The whole process of job search can be as drilling as Navy Seal Boot Camp and this is something people forget to mention after you decide to go hunting for the perfect one for you. Writing an amazing CV that will help you get an interview can be as challenging as the entire job search and it is definitely one of the most neglected parts. Knowing employers spend as much as 7 seconds while reading your resume, makes you wonder how they even choose who goes to the next round. Well, they search for the ones that pop out. So let me ask you this:
Is your resume the one which pops out?
Think about it! What makes your CV good? And here is a little hint: it is not your experience.
IT’S HOW YOU SELL YOUR SKILLS
I have been in the recruitment part of the business for a while now and what I can tell you is that people often make a mistake thinking that by putting more words on the resume is better than having only one page. It’s not. There is no need to stress over small details as they will get you nowhere. Think about it: 7 seconds per CV and yours is 3 pages long. Nobody will read the details as they have around 200 people who answered the job post. And the ones that the employer does spend more than 7 seconds, are not writing about they experience, but how their skills can be of benefit to the company.
Let’s be real, there will always be that someone who has better or more experience than you. So, what can you do push through?
Push their facts aside and make room for your skills.
The reason we all state as much facts as we can is because by now we know them so well and we have repeated them as we know how little time we have when the question: ¨Tell me about yourself¨ hits our ears. It is like there is a stopwatch and the time starts now, so we might as well say as much of words as we can. Well, STOP. This is a moment you need to invest time in as it will get you through the door to the hiring managers and recruiters. So you might as well invest time in your craft, skills, competencies and how you present them because it is not only about finishing a degree and expecting the world to give you back all your effort and praises which include benefits on amazing job positions. The hard truth is that the world doesn’t owe you anything, you were the one who decided to go through all that. And this is not me being mean, this is me telling you about the situation on the market. After all I have been where you are and it is brutal if you don’t know how to handle yourself.
Before we get into all of the skills facts, let’s clarify some aspects of CV writing.
Let’s start of with an example:
You walk into a tech store and the sales guy tells you:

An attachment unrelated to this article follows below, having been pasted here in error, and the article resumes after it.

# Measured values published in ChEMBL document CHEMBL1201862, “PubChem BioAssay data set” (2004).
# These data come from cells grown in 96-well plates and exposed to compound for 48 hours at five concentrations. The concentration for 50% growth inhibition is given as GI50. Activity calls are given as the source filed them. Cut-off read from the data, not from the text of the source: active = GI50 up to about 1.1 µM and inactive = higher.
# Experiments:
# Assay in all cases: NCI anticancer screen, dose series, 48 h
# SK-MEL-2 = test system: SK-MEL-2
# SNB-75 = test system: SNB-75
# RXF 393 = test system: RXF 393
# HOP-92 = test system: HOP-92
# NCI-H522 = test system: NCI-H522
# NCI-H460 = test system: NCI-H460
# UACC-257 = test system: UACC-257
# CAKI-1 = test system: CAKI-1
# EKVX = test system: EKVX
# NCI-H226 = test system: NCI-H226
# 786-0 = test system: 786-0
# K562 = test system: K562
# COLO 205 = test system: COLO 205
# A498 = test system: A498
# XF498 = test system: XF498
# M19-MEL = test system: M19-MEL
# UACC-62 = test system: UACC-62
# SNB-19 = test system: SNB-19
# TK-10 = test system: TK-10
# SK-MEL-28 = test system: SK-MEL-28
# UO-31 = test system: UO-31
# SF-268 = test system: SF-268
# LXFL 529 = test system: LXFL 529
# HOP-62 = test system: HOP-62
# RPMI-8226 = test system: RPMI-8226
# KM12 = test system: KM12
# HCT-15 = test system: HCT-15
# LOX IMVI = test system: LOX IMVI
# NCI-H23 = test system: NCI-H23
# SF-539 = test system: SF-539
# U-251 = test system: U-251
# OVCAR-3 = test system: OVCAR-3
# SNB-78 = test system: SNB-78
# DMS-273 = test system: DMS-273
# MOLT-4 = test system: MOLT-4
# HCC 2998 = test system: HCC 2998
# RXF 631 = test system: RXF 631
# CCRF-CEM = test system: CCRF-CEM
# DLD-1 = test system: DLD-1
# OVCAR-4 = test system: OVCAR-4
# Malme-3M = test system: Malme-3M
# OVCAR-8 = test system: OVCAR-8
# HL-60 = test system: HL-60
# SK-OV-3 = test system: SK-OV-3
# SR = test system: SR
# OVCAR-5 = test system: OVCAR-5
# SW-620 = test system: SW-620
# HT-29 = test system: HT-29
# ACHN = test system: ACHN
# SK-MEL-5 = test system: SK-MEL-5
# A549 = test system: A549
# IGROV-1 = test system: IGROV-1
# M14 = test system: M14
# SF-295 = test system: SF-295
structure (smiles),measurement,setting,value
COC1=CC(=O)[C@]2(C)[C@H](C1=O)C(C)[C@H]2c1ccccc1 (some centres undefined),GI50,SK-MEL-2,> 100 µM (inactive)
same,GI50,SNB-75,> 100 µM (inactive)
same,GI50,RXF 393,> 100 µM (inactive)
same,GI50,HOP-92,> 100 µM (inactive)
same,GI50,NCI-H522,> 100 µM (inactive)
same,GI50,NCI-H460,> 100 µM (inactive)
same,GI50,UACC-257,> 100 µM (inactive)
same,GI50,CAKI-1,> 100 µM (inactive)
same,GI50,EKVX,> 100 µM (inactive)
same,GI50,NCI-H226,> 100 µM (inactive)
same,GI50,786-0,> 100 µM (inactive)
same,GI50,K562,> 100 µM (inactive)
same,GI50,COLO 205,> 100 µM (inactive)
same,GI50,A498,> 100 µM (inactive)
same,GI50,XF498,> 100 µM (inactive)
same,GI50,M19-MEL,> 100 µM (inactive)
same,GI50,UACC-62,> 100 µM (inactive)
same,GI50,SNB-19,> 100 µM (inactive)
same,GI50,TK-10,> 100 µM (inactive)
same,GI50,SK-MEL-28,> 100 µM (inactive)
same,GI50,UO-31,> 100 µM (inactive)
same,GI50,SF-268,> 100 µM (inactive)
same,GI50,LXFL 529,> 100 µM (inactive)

¨We have this Samsung TV. It’s UltraHD.¨
Are you going to buy it? It doesn’t make a difference if you went into a thousand stores and all sales managers told you the same. (It’s Samsung. Buy it.)
I wouldn’t. I would go somewhere else.
But if the sales guy let’s call him Ron, comes to you and tells you:
¨We have all brands of TVs but if you are interested in more than a TV but rather a way to spend time with your family and watch movies together…¨, and tells you a story about how that TV will benefit you and your family. It actually means he spent time and dedication while listening to what you said you wanted in a TV and he dedicated his time to present the full story without taking shortcuts. This is where his communication and active listening skills came to good use.
It is absolutely the same with you selling your own experience to the employer who goes over thousands of resumes in his daily routine.
He will not focus on what you said, but how it can be of benefit to him and his company. After all he will be the one employing you so what you do will reflect on him.
So the big question now is:
WHAT STORY WILL MAKE THEM REMEMBER YOU?
This is where research comes in handy. Because you can’t really just go to a job interview and not know anything about the company you are applying to. It shows lack of motivation and interest and frankly I wouldn’t hire you either. I have sat in job interviews where potential employees came unprepared. So when the time came for them to say what they know about the company, sadly they showed lack of interest, lack of motivation and lack of drive by answering either that they didn’t find the company online (BIG FAIL!) or that they didn’t quite have the time to read the job description even where it is fully described. Naturally those people didn’t even make the second round. Don’t be that person. It doesn’t take more than a half an hour to read through the website of the company and see what they actually do.
So here are a few tips on how to approach a job search:
- STOP GENERALIZING YOUR CV
One of the mistakes we all make when we are just starting is to make one general resume for all the companies you apply at. I know it is a lot easier to just always send the same resume but let me tell you why you should stop doing that.
The story you are crafting needs to be made specifically for the company and job description you are applying for. It needs to showcase a wide range of values, principles you share with the company so they would know you strongly fit in their job description.